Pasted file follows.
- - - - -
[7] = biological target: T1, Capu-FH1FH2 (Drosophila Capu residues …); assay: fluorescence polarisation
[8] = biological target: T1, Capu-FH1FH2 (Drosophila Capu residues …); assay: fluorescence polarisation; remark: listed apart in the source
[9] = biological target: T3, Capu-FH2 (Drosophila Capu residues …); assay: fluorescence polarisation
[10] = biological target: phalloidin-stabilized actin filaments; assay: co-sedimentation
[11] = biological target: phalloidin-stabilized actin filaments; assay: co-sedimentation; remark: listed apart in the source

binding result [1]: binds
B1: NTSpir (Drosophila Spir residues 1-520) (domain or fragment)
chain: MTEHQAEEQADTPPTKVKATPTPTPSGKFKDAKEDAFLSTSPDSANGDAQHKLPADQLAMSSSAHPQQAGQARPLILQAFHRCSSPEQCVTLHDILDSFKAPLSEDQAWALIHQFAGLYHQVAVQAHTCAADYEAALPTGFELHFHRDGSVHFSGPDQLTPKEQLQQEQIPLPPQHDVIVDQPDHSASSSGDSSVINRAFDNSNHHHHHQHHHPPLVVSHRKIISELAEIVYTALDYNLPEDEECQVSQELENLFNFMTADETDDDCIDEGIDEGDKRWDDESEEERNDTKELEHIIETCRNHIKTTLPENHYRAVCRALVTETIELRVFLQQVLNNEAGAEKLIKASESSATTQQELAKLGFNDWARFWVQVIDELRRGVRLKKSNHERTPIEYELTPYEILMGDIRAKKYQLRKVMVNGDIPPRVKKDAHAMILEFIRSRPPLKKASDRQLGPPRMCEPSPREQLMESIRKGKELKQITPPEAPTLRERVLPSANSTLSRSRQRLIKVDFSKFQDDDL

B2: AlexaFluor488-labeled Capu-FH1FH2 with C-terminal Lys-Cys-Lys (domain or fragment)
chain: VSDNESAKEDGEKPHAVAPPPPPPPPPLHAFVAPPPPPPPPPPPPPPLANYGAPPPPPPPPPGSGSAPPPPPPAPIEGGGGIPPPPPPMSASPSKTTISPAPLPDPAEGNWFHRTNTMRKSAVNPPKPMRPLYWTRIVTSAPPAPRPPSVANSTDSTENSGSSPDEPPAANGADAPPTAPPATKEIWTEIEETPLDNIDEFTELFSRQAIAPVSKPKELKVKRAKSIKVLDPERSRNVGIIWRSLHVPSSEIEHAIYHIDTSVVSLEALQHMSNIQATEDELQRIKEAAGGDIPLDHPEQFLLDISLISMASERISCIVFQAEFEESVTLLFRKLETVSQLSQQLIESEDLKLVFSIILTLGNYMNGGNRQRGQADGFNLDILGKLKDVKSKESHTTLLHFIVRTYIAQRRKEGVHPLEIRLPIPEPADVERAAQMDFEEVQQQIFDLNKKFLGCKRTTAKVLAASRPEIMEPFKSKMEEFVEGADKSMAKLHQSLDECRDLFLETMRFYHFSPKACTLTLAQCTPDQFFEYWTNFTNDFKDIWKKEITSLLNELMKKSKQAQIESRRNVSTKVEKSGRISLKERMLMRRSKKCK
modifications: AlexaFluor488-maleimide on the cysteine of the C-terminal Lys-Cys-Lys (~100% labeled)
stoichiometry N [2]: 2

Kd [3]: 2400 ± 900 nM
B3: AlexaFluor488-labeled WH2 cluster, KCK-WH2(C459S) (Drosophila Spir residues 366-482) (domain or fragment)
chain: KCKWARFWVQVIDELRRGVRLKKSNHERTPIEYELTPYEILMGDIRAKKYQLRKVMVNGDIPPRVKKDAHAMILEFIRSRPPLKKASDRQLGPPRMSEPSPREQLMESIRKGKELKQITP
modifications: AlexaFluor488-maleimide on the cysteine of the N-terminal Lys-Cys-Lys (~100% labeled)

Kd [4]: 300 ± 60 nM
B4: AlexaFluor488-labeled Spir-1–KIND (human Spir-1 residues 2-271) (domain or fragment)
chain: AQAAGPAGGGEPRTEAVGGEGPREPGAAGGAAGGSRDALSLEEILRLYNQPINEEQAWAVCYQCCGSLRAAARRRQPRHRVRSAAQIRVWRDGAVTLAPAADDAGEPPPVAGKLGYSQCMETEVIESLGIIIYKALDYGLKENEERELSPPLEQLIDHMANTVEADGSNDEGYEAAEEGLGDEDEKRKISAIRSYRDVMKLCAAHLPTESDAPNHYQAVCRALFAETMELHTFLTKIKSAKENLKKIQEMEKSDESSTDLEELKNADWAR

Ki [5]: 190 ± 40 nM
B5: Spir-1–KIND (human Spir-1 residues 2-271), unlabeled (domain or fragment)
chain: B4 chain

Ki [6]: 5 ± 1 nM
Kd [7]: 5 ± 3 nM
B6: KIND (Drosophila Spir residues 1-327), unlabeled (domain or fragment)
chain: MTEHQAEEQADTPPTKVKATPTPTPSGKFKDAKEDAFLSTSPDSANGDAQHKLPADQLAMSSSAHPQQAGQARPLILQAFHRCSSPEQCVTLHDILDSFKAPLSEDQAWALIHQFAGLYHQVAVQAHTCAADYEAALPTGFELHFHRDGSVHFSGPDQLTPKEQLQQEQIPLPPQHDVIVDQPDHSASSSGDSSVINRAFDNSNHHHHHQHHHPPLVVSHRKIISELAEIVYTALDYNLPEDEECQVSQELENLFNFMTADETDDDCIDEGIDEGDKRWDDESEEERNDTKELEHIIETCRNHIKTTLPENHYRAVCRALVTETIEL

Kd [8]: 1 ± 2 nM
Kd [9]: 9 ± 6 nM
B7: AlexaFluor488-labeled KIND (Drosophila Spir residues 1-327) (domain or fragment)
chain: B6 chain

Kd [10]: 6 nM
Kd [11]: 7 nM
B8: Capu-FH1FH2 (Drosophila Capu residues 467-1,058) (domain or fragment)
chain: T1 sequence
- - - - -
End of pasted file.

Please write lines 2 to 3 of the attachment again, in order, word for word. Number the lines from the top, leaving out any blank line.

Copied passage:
[8] = biological target: T1, Capu-FH1FH2 (Drosophila Capu residues …); assay: fluorescence polarisation; remark: listed apart in the source
[9] = biological target: T3, Capu-FH2 (Drosophila Capu residues …); assay: fluorescence polarisation